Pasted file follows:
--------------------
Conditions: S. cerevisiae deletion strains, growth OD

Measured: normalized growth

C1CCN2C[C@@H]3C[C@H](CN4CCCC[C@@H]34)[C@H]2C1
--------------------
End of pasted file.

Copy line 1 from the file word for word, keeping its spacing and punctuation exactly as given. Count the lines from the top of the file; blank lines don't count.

Conditions: S. cerevisiae deletion strains, growth OD